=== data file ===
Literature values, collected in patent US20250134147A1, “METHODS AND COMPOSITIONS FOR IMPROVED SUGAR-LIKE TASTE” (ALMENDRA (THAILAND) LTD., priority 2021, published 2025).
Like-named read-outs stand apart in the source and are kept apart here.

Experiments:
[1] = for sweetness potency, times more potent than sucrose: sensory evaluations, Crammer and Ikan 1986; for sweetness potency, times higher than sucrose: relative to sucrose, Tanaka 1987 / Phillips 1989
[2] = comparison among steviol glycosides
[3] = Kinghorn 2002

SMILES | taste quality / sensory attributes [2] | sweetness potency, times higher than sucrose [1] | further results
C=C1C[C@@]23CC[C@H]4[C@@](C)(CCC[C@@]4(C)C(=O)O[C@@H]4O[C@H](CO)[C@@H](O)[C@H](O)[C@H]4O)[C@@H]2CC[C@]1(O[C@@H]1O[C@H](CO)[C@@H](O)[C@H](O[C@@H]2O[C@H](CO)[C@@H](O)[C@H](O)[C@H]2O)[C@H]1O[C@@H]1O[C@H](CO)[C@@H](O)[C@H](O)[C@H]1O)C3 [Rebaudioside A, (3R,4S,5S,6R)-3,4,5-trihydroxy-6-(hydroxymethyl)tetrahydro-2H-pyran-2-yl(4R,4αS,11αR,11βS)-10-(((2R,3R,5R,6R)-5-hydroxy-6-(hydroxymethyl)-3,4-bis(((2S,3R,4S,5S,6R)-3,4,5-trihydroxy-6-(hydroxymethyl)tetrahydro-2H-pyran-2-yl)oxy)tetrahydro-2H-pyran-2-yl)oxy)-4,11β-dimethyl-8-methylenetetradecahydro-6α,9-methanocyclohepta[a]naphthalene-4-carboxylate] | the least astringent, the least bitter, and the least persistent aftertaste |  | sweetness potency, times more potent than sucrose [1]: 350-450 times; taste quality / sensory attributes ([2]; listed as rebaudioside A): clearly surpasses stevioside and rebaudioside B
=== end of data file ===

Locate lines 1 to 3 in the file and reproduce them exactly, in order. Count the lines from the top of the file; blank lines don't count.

Literature values, collected in patent US20250134147A1, “METHODS AND COMPOSITIONS FOR IMPROVED SUGAR-LIKE TASTE” (ALMENDRA (THAILAND) LTD., priority 2021, published 2025).
Like-named read-outs stand apart in the source and are kept apart here.

Experiments: